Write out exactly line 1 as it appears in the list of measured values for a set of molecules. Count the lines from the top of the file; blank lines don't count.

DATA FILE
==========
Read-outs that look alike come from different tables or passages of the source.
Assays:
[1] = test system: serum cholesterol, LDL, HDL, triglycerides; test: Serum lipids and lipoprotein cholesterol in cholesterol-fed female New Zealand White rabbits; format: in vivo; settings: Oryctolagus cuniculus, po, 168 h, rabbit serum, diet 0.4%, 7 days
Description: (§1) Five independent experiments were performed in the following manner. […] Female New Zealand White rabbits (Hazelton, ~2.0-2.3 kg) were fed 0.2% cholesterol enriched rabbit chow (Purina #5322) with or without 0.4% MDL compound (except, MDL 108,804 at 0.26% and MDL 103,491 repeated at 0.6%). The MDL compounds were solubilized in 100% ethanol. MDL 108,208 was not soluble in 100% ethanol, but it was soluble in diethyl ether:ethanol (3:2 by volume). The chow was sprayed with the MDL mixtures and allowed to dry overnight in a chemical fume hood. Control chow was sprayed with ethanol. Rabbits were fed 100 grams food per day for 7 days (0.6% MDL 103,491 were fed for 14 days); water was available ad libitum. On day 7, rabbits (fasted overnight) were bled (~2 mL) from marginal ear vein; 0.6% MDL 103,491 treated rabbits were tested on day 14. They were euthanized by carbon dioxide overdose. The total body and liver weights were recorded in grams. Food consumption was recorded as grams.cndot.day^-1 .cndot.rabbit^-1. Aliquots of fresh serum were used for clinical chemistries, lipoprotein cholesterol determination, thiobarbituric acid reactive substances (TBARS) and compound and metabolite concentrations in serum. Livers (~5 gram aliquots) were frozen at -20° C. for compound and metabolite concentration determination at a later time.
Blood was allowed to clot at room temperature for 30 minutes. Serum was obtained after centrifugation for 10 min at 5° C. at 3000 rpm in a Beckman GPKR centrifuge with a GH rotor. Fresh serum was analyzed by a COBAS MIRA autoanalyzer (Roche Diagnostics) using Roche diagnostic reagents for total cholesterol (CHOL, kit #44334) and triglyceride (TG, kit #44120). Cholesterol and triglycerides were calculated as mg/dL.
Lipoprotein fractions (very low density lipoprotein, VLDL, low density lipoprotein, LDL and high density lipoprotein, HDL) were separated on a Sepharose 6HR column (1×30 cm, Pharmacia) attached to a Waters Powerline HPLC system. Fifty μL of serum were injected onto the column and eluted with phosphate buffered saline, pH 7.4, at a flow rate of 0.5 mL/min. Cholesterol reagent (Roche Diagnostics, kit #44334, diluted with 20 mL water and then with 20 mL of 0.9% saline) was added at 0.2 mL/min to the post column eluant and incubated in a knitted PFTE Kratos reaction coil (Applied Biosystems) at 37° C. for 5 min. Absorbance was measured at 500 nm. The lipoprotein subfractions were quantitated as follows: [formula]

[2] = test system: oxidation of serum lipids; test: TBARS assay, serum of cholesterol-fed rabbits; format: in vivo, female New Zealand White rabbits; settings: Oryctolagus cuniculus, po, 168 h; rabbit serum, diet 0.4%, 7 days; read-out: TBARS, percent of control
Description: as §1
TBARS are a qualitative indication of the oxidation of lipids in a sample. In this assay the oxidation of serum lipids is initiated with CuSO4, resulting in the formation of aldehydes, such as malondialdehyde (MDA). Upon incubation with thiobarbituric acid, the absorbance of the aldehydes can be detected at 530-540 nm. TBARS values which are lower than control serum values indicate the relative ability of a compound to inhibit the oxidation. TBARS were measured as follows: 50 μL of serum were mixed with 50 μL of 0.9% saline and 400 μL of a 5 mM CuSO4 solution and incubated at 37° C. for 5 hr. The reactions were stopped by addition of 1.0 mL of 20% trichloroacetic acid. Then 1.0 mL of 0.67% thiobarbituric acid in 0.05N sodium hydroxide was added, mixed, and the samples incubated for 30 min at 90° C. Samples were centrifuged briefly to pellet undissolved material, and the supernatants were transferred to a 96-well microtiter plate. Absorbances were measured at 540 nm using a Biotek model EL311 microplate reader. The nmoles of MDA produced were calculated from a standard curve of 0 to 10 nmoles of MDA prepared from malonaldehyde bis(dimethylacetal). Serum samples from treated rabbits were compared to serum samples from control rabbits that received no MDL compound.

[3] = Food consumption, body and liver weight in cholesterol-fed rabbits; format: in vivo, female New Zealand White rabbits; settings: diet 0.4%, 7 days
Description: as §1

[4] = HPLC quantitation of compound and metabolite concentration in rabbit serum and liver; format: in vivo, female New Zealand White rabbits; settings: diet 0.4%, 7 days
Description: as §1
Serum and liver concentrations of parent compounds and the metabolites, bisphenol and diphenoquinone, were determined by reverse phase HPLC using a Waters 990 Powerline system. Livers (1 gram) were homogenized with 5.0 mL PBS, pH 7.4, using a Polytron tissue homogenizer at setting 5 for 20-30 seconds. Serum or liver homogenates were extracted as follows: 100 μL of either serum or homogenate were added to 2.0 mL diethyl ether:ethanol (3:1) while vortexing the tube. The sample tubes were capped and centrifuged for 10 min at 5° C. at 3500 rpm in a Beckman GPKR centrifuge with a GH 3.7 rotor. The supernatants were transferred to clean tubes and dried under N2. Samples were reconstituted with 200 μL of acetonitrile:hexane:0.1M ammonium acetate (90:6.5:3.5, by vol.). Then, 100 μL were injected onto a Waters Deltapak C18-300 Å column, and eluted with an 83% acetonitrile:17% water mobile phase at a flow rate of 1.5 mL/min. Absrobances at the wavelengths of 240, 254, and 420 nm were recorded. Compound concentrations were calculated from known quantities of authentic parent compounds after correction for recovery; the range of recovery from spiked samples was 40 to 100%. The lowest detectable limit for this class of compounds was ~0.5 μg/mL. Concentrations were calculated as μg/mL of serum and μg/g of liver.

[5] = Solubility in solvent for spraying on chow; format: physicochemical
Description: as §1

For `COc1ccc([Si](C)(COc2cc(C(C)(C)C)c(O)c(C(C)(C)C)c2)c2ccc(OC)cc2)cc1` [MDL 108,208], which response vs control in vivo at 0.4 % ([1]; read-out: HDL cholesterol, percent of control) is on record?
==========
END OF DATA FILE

Read-outs that look alike come from different tables or passages of the source.